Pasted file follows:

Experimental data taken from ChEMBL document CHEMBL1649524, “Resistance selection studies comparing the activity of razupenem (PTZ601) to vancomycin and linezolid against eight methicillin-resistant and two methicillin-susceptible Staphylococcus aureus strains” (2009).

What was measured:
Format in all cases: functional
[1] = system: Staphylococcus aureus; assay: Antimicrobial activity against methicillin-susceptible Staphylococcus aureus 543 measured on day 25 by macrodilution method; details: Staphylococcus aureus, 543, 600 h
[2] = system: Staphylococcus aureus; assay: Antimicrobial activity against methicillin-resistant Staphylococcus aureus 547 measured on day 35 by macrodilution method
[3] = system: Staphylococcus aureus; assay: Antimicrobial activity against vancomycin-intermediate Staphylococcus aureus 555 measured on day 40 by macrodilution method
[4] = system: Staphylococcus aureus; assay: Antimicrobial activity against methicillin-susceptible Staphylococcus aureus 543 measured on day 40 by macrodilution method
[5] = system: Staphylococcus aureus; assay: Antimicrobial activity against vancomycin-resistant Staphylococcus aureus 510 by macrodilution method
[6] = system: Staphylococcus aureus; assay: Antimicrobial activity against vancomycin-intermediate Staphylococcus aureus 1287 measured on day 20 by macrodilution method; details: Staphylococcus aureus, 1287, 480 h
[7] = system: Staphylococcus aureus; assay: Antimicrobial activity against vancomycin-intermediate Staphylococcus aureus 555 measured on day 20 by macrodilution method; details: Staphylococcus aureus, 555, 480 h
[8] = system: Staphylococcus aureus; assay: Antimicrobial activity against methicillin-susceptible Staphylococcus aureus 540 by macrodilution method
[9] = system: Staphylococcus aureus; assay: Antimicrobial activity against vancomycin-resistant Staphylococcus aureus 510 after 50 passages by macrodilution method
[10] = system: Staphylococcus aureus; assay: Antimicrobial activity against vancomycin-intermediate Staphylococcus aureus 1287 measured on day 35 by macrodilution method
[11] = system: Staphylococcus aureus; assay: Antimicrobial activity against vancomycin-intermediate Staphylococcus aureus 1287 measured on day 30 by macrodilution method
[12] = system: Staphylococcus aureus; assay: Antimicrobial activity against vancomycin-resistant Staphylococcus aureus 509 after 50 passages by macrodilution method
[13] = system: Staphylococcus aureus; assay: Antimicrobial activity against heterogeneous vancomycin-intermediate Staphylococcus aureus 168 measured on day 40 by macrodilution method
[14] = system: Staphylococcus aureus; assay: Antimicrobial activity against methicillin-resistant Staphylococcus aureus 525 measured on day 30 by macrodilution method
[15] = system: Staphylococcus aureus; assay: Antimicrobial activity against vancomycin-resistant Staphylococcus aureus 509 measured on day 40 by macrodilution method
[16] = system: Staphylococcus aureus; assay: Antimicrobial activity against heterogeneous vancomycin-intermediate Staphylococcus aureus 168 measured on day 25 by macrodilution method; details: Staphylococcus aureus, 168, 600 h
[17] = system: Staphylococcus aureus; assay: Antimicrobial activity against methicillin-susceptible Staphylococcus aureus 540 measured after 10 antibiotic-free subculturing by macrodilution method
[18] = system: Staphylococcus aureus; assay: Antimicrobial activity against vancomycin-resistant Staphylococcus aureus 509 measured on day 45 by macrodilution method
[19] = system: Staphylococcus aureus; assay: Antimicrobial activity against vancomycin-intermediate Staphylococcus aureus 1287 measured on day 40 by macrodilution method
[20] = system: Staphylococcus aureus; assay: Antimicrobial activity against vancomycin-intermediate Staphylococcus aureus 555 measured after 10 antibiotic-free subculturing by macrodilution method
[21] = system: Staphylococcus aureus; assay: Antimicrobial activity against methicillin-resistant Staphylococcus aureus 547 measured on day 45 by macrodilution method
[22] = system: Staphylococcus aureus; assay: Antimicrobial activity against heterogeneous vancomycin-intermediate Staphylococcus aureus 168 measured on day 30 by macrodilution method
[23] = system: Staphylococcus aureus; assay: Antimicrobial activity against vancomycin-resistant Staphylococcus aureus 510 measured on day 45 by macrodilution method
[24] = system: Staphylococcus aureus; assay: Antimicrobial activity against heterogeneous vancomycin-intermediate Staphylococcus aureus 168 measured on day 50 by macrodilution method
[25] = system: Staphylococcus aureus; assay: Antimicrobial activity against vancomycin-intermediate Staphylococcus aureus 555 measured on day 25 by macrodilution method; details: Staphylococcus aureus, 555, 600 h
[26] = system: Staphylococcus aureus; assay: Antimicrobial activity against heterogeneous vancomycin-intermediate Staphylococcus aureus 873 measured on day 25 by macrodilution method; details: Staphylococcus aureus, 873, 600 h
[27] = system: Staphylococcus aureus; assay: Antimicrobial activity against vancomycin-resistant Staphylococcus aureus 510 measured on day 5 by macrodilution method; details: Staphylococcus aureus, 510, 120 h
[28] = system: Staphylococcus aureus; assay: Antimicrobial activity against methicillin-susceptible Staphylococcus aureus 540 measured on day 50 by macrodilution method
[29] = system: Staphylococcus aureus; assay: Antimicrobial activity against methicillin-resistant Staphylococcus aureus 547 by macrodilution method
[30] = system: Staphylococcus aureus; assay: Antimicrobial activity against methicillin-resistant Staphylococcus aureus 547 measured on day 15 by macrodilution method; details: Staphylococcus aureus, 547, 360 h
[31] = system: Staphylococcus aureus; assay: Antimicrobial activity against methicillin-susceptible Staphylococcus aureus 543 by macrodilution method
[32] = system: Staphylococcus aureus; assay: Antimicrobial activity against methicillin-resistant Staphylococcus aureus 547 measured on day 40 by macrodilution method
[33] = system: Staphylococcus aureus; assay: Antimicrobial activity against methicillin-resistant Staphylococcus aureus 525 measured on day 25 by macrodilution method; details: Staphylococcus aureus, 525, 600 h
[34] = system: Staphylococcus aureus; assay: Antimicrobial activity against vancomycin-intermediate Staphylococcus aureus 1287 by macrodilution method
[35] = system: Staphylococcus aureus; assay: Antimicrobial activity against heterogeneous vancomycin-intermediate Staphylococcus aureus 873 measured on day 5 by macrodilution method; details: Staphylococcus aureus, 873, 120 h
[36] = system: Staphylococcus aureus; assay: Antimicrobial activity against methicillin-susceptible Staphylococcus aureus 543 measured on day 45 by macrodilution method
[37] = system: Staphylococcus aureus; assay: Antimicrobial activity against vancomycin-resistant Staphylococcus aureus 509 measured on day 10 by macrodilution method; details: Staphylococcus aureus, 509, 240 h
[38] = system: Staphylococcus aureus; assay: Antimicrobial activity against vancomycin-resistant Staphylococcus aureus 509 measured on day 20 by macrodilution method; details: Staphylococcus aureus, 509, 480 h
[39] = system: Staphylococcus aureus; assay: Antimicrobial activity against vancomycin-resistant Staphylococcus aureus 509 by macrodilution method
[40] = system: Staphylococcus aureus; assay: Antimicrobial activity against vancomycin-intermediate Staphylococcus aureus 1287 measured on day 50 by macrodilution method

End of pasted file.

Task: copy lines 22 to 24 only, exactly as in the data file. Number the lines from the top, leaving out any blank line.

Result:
[19] = system: Staphylococcus aureus; assay: Antimicrobial activity against vancomycin-intermediate Staphylococcus aureus 1287 measured on day 40 by macrodilution method
[20] = system: Staphylococcus aureus; assay: Antimicrobial activity against vancomycin-intermediate Staphylococcus aureus 555 measured after 10 antibiotic-free subculturing by macrodilution method
[21] = system: Staphylococcus aureus; assay: Antimicrobial activity against methicillin-resistant Staphylococcus aureus 547 measured on day 45 by macrodilution method